Ransomware Prevention Tips: Stop the Threat

Ransomware Prevention Tips: Stop the Threat

On May 12th 2017, the biggest cyberattack in history took place. WannaCry infected tens of thousands of machines in a matter of hours and did untold damage, locking doctors out of patient databases in hospitals and holding vital data for ransom.

But this cyberattack – and many others like it – could have been avoided by the majority of its victims. In fact, there are several simple steps you can take to protect your data from the threat of ransomware.

In order illustrate how this is done, it’s important to define two types of ransomware and describe how it works and how these variants propagate from machine to machine.

Effective Ransomware Prevention Requires You Know Your Enemy

Ransomware operates by locking users out of their systems using encryption. The perpetrators then demand payment for the decryption key. It is a relatively simple plan for cyber extortion that nonetheless relies on some extraordinarily advanced technology. Two broad categories of ransomware exist:

  • Encryption Ransomware blocks access to individual system files by encrypting them. Examples include CryptoLocker and WannaCry.
  • Locker Ransomware blocks access to the entire computer by locking the victim out of the computer’s operating system. User files may not be encrypted in this case, but computer hardware often is. Examples include Satana and Petya.

Once the malicious applications trigger encryption and ask for a ransom, there is often no way to get your files back without paying. Modern encryption techniques are so advanced that the code is effectively unbreakable.

However, paying the ransom is not a good idea either – there is no guarantee that the cybercriminal will decrypt your files. Even if that happens, the attacker still has access to your system and can simply trigger the attack again the moment funds start running low. You will have already taught the attacker that you will pay.

The vast majority of ransomware bugs find their way onto victims’ computers through malicious emails. Email is the number one threat vector for ransomware worldwide.

People get so many emails from so many sources every day that it is easy for one bad email to slip through. Add in the fact that reports of email forgery are increasing, and it is easy to see the reason why cybercriminals prefer email for delivering ransomware to unsuspecting victims.

How to Defend Your Systems from Ransomware

Since email is one of the most important attack vectors for ransomware, one of the key steps to ransomware prevention is adopting secure email habits.

  • Forging an identity on email is surprisingly easy. Do not trust unexpected correspondence coming from authority figures through email. If you have to, call them and verify.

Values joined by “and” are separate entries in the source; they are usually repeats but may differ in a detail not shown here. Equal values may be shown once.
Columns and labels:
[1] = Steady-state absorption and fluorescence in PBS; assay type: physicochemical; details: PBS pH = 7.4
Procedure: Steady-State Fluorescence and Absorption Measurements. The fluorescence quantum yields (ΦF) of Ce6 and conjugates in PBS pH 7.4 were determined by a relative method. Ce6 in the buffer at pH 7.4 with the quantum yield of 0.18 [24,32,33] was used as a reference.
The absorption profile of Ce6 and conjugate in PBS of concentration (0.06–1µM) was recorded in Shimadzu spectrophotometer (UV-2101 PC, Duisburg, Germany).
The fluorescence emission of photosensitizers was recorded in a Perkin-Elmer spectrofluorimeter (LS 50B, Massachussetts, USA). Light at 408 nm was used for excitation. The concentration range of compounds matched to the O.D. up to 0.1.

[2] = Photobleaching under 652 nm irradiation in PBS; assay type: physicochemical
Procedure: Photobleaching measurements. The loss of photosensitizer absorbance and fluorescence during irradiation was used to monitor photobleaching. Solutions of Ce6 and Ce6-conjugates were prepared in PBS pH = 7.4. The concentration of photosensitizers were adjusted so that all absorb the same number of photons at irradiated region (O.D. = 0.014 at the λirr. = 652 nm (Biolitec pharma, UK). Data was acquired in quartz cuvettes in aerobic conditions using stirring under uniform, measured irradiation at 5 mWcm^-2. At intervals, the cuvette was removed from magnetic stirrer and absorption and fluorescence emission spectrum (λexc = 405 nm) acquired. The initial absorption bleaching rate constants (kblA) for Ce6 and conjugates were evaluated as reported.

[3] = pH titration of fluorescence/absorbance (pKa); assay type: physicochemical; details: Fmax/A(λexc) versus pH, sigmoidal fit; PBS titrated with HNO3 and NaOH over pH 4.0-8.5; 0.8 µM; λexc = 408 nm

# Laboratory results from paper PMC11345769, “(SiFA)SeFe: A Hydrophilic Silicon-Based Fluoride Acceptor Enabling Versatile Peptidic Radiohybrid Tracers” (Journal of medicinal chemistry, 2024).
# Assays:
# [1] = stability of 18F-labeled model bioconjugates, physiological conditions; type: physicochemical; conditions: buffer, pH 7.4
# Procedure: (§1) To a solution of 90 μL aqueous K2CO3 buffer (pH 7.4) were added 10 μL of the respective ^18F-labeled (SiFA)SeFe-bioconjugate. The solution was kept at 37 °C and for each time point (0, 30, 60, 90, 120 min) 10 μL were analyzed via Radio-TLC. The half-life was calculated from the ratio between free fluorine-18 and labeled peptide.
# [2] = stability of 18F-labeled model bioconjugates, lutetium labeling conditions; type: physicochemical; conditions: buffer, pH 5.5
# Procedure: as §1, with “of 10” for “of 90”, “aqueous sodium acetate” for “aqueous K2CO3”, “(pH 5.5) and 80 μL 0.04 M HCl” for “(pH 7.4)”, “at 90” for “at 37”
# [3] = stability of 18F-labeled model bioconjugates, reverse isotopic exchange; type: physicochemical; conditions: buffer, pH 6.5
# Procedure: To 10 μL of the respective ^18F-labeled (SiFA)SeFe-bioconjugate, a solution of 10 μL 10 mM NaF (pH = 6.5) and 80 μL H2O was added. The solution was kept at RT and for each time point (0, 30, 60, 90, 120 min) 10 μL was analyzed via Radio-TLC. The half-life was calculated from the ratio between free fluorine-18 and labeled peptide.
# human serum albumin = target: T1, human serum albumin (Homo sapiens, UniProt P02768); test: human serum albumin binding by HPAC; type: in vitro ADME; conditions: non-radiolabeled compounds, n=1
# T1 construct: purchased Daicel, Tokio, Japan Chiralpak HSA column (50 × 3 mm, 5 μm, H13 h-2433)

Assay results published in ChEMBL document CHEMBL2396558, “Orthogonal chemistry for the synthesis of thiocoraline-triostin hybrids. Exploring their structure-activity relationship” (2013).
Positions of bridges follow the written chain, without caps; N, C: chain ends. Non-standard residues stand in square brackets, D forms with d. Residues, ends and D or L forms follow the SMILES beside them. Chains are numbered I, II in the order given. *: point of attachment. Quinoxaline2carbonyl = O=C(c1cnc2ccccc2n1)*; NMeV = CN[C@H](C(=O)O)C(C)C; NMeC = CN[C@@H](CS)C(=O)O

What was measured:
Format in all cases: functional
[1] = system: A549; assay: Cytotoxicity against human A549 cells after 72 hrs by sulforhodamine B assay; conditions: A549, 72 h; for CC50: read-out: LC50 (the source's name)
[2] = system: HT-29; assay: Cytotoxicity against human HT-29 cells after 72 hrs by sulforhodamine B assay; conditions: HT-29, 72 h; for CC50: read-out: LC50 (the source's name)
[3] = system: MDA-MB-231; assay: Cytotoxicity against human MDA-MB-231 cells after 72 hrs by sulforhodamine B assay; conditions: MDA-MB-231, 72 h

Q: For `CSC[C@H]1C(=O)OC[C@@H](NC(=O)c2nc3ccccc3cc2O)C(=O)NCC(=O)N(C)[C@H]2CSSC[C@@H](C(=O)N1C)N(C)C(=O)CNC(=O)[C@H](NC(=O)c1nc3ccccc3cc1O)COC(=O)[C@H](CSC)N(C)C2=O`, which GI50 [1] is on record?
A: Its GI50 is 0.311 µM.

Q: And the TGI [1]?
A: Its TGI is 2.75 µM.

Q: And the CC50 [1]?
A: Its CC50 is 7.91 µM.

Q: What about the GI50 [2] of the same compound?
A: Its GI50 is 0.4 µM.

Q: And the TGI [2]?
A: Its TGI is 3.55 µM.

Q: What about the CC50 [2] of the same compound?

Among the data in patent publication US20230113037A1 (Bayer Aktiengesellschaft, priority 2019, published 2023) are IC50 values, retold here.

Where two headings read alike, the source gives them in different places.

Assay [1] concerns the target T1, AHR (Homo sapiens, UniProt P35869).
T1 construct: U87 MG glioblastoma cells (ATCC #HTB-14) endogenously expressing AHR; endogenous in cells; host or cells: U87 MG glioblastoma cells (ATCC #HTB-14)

• Be suspicious of any email that asks for urgent action. A typical ransomware delivery method involves impersonating a well-known business, like FedEx or PayPal, and convincing users to download malicious packages masquerading as receipts, invoices, or other paperwork.
  • Avoid clicking on embedded links in emails. A compromised link may not point to the URL it claims to. Type the address in your browser yourself or save it as a bookmark so you know where you are browsing.

Another important strategy for ransomware protection is having a backup data recovery and business continuity plan. Since many forms of ransomware encrypt local and network files, recovering a recent backup of your most important data can render the attack harmless.

However, you should be sure that your backups happen regularly and securely. One of the things that made WannaCry so effective was the fact that it would encrypt backups it found on the server. Your backup data has to adhere to the highest security protocols and be easy to recover.

What You Can Do to Protect Yourself Right Now

When it comes to WannaCry, tens of thousands of users could have protected their machines in one easy step, at zero cost. Simply keeping your Windows system updated to the latest patch would have prevented WannaCry from infecting the computer.

An entire two months before the WannaCry bug came out, Microsoft released a security patch that closed the security hole the malware used to propagate from machine to machine. Every user who kept Windows updated to the latest version was protected, and users who failed to download the security patch were punished for it.

WannaCry is unusual in that it did not use email as an attack vector. It used a file sharing protocol vulnerability that the NSA discovered and kept secret. When hackers leaked the NSA’s exploits, the institution alerted Microsoft, who quickly went to work developing the patch.

But not all Microsoft users keep their systems up to date. If you take just this small step, you can hugely improve your chances of escaping the next ransomware scare unscathed.

It’s time your business established a powerful defense against the threat of ransomware. Consult a Smile cybersecurity expert today.